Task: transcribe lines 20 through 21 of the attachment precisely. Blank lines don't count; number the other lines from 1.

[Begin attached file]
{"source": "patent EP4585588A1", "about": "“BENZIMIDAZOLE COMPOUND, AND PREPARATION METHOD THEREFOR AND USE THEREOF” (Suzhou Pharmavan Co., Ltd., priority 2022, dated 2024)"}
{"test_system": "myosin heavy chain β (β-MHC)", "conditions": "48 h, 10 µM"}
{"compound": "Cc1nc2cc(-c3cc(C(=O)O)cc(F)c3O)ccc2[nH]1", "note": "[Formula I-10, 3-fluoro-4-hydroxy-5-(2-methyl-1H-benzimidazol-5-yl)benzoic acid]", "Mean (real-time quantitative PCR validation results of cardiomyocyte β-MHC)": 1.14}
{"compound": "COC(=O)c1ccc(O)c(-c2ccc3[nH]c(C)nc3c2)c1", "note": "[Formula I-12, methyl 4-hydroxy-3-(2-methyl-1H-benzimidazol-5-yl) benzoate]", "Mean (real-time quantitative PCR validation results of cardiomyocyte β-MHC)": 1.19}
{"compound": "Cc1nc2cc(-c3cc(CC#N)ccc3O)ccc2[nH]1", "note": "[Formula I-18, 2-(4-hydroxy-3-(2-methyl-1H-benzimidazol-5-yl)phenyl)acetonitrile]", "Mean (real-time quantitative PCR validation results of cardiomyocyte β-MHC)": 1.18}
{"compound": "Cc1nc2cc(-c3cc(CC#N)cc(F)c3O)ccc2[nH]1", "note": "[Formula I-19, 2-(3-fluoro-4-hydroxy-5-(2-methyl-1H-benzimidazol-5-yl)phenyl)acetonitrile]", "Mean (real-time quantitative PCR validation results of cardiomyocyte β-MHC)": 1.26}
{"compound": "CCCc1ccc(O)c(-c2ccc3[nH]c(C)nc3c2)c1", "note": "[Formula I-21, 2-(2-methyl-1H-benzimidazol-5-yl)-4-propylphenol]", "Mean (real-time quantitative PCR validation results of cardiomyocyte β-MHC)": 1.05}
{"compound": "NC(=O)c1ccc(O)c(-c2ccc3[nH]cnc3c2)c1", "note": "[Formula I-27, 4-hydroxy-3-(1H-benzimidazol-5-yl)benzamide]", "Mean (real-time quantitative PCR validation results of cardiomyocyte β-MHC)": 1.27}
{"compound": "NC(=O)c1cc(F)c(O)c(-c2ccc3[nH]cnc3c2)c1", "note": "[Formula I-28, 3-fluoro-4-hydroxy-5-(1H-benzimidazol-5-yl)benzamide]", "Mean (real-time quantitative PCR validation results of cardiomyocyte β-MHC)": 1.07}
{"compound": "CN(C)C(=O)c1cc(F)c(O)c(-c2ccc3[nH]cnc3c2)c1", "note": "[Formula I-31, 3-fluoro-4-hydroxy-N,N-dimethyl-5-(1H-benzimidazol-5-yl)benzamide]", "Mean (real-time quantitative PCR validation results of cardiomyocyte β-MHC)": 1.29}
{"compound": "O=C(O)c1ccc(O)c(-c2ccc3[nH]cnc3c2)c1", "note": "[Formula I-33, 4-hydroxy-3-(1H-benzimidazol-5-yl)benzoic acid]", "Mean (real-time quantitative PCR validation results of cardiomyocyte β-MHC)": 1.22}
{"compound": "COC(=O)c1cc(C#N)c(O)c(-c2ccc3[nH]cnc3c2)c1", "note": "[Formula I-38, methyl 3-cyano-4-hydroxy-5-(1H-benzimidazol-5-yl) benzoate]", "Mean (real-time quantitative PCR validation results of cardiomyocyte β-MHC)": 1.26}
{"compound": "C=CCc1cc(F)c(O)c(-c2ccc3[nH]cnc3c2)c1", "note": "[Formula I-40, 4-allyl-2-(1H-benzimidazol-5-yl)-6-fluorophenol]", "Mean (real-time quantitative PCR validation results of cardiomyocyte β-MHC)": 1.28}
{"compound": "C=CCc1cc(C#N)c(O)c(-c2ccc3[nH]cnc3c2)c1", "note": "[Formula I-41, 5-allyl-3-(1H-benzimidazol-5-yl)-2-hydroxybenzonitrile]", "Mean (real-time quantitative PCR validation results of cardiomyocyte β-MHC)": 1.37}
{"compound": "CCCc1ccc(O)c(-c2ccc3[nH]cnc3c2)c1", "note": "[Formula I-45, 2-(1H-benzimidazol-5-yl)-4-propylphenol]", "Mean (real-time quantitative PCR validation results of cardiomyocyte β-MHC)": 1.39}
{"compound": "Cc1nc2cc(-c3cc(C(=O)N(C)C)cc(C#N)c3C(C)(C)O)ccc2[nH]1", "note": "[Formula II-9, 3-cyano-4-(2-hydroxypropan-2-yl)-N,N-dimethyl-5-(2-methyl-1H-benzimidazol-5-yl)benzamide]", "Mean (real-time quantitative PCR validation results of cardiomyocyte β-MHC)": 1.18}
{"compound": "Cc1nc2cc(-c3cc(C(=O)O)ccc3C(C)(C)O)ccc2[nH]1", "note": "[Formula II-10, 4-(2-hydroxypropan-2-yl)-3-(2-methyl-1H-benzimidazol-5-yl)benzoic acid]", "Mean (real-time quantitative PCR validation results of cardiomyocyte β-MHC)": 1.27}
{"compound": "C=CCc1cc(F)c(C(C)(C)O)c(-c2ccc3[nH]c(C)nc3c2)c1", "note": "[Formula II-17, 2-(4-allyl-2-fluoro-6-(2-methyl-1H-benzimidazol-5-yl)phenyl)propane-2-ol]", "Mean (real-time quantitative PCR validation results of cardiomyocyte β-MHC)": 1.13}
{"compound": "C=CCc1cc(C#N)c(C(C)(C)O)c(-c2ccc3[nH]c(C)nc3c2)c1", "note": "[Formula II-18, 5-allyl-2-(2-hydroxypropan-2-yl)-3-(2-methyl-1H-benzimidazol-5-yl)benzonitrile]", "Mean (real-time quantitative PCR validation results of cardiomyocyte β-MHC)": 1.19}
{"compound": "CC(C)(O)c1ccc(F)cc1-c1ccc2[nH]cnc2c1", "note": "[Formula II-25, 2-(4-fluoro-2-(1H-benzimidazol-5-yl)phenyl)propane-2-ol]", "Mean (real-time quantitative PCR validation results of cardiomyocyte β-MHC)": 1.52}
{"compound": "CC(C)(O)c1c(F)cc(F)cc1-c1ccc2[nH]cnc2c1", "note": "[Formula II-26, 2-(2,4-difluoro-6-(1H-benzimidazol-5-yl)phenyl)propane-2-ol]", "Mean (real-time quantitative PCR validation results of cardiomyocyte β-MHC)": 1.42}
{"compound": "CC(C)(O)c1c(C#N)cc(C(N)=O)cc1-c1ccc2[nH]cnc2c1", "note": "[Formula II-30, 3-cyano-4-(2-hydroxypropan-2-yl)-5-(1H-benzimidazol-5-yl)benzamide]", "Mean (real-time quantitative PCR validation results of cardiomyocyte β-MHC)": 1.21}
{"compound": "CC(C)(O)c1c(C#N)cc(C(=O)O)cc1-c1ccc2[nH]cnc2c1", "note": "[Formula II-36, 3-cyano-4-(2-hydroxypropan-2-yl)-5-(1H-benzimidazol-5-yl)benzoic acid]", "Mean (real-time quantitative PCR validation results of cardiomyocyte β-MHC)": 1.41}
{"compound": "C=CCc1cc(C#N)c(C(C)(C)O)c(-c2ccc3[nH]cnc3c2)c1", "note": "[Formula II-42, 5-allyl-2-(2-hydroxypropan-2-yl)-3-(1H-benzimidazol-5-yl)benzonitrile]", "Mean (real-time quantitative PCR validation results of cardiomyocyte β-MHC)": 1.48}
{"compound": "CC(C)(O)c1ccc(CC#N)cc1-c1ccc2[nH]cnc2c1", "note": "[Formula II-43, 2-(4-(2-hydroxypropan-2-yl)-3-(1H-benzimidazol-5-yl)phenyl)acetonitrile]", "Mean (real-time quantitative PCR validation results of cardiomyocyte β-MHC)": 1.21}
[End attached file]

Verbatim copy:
{"compound": "CC(C)(O)c1ccc(F)cc1-c1ccc2[nH]cnc2c1", "note": "[Formula II-25, 2-(4-fluoro-2-(1H-benzimidazol-5-yl)phenyl)propane-2-ol]", "Mean (real-time quantitative PCR validation results of cardiomyocyte β-MHC)": 1.52}
{"compound": "CC(C)(O)c1c(F)cc(F)cc1-c1ccc2[nH]cnc2c1", "note": "[Formula II-26, 2-(2,4-difluoro-6-(1H-benzimidazol-5-yl)phenyl)propane-2-ol]", "Mean (real-time quantitative PCR validation results of cardiomyocyte β-MHC)": 1.42}